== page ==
Stephen Pless (born Stephen Pollard) was born on September 6, 1939, in Newnan, Georgia. He enlisted in the U.S. Marine Corps Reserve on September 7, 1956, and went on active duty beginning June 4, 1957. After completing basic training at Parris Island, South Carolina, he served as an artillery surveyor with the 10th Marine Regiment of the 2nd Marine Division at MCB Camp Lejeune, North Carolina, from October 1957 until he began flight training with the U.S. Navy on September 26, 1958. Pless was commissioned a 2d Lt in the U.S. Marine Corps on September 16, 1959, and was designated a Naval Aviator on April 20, 1960. His next assignment was as a helicopter pilot with Marine Aircraft Group 26 (MAG-26) at MCAS New River, North Carolina, where he served with HMR(L)-262, HMR(L)-264, and HMM-162 from April 1960 to June 1962. Lt Pless served as Assistant Admin Officer of HMM-162 with MAG-16 in Thailand and at DaNang AB, South Vietnam, from June 1962 to June 1963, followed by service as a flight instructor with VT-1 and as Officer in Charge of the Aviation Officer Candidate School at NAS Pensacola, Florida, from June 1963 to April 1966. Capt Pless next served as a Brigade Platoon Commander with the 1st Air Naval Gunfire Liaison Company (1st ANGLICO) at MCAS Kaneohe, Hawaii, from April to August 1966, and then as Officer in Charge of the Republic of Korea Detachment, and then as Brigade Air Officer, of the 1st ANGLICO, Sub-Unit 1, with the 2nd Brigade Korean Marine Corps at Chu Lai, South Vietnam, from August 1966 to March 1967. His next assignment was as Assistant Operations Officer with VMO-6 of MAG-36 in South Vietnam from March to September 1967. His final assignment was as Administrative Assistant with Officer Candidate School at NAS Pensacola from September 1967 until he was killed in a motorcycle accident on July 20, 1969. Maj Pless was buried at Barrancas National Cemetery on NAS Pensacola.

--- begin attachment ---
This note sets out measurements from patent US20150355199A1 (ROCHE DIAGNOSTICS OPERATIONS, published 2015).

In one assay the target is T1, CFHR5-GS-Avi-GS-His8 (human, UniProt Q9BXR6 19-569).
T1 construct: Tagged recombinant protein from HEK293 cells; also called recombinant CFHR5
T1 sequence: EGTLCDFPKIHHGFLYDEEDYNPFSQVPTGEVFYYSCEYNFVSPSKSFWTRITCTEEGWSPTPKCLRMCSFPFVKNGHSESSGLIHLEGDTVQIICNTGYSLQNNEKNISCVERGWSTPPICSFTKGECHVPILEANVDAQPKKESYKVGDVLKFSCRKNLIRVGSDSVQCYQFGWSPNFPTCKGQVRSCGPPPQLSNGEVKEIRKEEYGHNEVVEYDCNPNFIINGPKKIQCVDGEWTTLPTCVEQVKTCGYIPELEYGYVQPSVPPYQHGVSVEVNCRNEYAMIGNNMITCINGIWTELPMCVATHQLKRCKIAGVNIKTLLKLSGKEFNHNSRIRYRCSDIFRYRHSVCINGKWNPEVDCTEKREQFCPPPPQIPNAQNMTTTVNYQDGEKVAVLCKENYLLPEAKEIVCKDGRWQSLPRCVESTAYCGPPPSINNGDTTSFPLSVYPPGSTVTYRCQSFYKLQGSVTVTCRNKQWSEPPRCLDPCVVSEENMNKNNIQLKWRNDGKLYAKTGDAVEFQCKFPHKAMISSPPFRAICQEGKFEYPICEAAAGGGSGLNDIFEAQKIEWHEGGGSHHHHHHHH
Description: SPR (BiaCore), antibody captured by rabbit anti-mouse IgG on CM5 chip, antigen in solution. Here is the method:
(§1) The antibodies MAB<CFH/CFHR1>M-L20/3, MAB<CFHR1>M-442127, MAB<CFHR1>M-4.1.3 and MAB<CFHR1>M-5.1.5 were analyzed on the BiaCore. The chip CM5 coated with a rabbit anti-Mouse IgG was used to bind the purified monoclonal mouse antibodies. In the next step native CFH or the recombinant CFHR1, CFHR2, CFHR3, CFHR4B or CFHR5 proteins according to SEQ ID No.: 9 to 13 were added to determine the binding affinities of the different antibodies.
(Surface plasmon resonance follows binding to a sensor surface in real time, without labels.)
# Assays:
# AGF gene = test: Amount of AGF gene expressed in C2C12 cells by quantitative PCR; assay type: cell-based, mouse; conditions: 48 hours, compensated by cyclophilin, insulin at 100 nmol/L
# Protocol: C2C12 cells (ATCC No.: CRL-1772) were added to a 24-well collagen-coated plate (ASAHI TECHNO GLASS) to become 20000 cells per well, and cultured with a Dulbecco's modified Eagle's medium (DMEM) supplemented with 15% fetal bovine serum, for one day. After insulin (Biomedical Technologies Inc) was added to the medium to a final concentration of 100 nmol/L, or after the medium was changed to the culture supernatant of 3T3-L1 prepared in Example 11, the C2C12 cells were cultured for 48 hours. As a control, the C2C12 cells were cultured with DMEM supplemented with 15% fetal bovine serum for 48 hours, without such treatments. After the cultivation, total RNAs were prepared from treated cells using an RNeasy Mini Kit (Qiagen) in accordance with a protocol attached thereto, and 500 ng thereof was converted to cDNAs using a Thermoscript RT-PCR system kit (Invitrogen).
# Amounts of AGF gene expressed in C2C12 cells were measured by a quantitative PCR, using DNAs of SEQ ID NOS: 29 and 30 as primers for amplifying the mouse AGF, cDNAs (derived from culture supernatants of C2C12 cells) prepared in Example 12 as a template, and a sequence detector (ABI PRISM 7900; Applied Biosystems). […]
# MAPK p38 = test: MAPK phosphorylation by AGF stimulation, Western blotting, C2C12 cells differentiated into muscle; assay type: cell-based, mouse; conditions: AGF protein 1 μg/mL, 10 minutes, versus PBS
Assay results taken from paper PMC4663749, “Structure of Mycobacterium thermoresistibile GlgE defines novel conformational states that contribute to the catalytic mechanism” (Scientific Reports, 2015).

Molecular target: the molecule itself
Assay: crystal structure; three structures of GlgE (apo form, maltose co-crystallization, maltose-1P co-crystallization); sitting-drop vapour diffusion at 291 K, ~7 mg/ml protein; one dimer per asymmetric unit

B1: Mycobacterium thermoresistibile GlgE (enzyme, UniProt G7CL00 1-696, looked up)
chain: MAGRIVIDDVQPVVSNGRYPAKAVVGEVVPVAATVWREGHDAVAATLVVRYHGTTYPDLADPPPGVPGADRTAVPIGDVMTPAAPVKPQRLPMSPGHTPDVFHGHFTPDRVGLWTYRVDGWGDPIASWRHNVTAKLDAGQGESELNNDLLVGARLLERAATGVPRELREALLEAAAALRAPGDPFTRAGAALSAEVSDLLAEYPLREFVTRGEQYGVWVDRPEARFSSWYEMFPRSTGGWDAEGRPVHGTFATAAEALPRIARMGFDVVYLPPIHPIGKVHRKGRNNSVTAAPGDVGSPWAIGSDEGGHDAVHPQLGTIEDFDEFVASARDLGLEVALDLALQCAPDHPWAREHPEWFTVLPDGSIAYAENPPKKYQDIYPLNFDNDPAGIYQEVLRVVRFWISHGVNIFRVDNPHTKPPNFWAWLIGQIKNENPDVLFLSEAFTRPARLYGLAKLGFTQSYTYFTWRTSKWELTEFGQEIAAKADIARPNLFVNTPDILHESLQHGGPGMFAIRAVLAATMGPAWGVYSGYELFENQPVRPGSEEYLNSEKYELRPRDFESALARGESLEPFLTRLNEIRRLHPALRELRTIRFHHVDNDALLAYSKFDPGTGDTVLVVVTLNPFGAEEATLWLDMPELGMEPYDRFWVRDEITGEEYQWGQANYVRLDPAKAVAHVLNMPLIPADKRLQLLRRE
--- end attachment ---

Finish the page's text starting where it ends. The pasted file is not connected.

His Medal of Honor Citation reads:
For conspicuous gallantry and intrepidity at the risk of his life above and beyond the call of duty while serving as a helicopter gunship pilot attached to Marine Observation Squadron 6 in action against enemy forces. During an escort mission Maj. Pless monitored an emergency call that 4 American soldiers stranded on a nearby beach were being overwhelmed by a large Viet Cong force. Maj. Pless flew to the scene and found 30 to 50 enemy soldiers in the open. Some of the enemy were bayoneting and beating the downed Americans. Maj. Pless displayed exceptional airmanship as he launched a devastating attack against the enemy force, killing or wounding many of the enemy and driving the remainder back into a treeline. His rocket and machinegun attacks were made at such low levels that the aircraft flew through debris created by explosions from its rockets. Seeing 1 of the wounded soldiers gesture for assistance, he maneuvered his helicopter into a position between the wounded men and the enemy, providing a shield which permitted his crew to retrieve the wounded. During the rescue the enemy directed intense fire at the helicopter and rushed the aircraft again and again, closing to within a few feet before being beaten back. When the wounded men were aboard, Maj. Pless maneuvered the helicopter out to sea. Before it became safely airborne, the overloaded aircraft settled 4 times into the water. Displaying superb airmanship, he finally got the helicopter aloft. Major Pless' extraordinary heroism coupled with his outstanding flying skill prevented the annihilation of the tiny force. His courageous actions reflect great credit upon himself and uphold the highest traditions of the Marine Corps and the U.S. Naval Service.